The Rook, a scarce winter visitor in the Shanghai region, required some analysis; it was a good thing I got photos. Looking at the photos on my MacBook, I had the following thought process: (1) Bill, forehead much unlike Large-billed. (2) Is our bird therefore Carrion Crow or juvenile Rook? (3) Mark Brazil (Birds of East Asia) has Rook as a winter visitor to Shanghai region but has Carrion Crow no further S than Hebei. Elaine and I also have experience with Rook in this region; we noted 2 Rook on Lesser Yangshan on 20 Sept. 2014. We have never noted Carrion Crow in the region. (4) My photos clearly show a crow with a straight culmen, not decurved like that of Carrion–a straight culmen being a classic feature of Rook.

This bird has a culmen less decurved than that of Carrion Crow, leading me to believe that it is a juvenile Rook.
This bird has a culmen less decurved than that of Carrion Crow, leading me to believe that it is a juvenile Rook. (Craig Brelsford)

The all-black crows are uncommon in Shanghai. Whenever birders see an all-black crow in this area, we should take it seriously and try hard for an ID. Many birders find crows boring, but Rook in Shanghai is one of the most interesting records we had that day.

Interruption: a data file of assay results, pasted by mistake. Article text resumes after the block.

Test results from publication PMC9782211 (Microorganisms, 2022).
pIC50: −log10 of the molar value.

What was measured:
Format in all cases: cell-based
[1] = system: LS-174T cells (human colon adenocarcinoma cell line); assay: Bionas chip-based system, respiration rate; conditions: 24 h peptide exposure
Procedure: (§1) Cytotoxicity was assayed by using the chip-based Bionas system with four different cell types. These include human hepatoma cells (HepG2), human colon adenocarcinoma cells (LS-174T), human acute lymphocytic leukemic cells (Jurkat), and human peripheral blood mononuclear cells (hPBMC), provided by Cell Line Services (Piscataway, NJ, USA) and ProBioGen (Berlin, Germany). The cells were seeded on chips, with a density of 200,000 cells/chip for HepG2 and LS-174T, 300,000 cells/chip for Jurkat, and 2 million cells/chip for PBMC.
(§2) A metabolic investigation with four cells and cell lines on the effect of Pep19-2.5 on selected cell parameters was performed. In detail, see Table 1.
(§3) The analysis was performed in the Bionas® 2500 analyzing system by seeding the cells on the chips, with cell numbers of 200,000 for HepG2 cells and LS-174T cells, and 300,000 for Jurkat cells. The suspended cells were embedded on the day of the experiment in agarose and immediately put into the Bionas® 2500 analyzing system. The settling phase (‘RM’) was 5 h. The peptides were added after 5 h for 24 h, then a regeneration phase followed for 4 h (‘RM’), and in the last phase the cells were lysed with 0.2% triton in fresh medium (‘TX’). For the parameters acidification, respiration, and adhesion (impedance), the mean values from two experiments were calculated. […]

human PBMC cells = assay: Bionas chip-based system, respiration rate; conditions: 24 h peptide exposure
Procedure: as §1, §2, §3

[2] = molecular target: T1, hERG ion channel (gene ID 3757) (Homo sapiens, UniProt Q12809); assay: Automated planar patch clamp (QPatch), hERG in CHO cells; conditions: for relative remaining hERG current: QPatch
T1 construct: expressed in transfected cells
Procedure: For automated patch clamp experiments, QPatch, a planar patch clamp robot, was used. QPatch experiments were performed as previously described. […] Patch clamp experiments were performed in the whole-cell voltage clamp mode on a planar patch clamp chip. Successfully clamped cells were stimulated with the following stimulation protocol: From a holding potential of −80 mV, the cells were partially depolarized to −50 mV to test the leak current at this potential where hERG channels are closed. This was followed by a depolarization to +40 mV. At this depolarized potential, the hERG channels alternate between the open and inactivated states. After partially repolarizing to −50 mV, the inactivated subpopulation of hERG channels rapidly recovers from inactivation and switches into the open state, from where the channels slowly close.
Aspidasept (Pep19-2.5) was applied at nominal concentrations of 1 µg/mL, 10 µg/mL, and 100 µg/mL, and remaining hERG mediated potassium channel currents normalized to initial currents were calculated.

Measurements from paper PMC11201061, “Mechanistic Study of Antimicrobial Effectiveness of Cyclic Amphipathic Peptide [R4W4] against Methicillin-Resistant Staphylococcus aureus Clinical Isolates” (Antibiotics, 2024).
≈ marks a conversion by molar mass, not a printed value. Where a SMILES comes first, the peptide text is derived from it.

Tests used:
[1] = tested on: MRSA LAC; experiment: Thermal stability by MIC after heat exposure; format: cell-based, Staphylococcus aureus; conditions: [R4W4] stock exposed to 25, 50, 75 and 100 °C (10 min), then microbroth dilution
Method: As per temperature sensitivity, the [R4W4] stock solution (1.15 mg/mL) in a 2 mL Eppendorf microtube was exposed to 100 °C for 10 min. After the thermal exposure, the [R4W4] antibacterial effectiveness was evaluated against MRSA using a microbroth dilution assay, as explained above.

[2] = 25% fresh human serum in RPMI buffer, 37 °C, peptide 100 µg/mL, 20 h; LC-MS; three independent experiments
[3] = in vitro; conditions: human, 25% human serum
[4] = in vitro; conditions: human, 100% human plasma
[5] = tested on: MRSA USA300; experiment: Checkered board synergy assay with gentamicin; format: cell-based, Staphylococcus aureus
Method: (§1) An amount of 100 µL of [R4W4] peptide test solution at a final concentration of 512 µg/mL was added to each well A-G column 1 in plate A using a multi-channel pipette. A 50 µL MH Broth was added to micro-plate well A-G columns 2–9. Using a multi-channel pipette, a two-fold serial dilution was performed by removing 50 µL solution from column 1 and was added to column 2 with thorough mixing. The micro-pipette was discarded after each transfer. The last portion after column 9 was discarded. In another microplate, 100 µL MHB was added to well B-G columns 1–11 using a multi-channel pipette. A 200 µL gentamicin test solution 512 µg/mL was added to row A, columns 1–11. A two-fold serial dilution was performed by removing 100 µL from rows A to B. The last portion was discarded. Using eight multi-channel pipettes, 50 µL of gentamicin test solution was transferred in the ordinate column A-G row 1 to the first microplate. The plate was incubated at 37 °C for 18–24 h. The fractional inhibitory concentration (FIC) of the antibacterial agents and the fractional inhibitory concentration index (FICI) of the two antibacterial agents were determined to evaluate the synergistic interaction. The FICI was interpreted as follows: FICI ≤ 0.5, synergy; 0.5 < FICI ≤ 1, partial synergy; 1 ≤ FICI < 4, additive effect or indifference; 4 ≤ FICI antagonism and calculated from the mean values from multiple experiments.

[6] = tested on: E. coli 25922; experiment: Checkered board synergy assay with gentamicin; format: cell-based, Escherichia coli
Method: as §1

The Dream Team consists of veteran birder Michael Grunwell, husband-and-wife team Stephan Popp and Xueping Popp, Elaine, and me. With Michael’s knowledge and Xueping and Elaine’s diligence, and with Stephan and me taking care of the record shots, the Dream Team almost always nails the ID.

Eyebrowed Thrush breeds from central Siberia to Kamchatka and winters from south China to Indonesia. These graceful birds have already come a long way, and they still have far to go.
Eyebrowed Thrush breeds from central Siberia to Kamchatka and winters from south China to Indonesia. These graceful birds have already come a long way, and they still have far to go. (Craig Brelsford)

Featured image: Stephan Popp using Craig’s spotting scope, Elaine Du in background. Nanhui, Shanghai, China, 7 November 2015. (Craig Brelsford)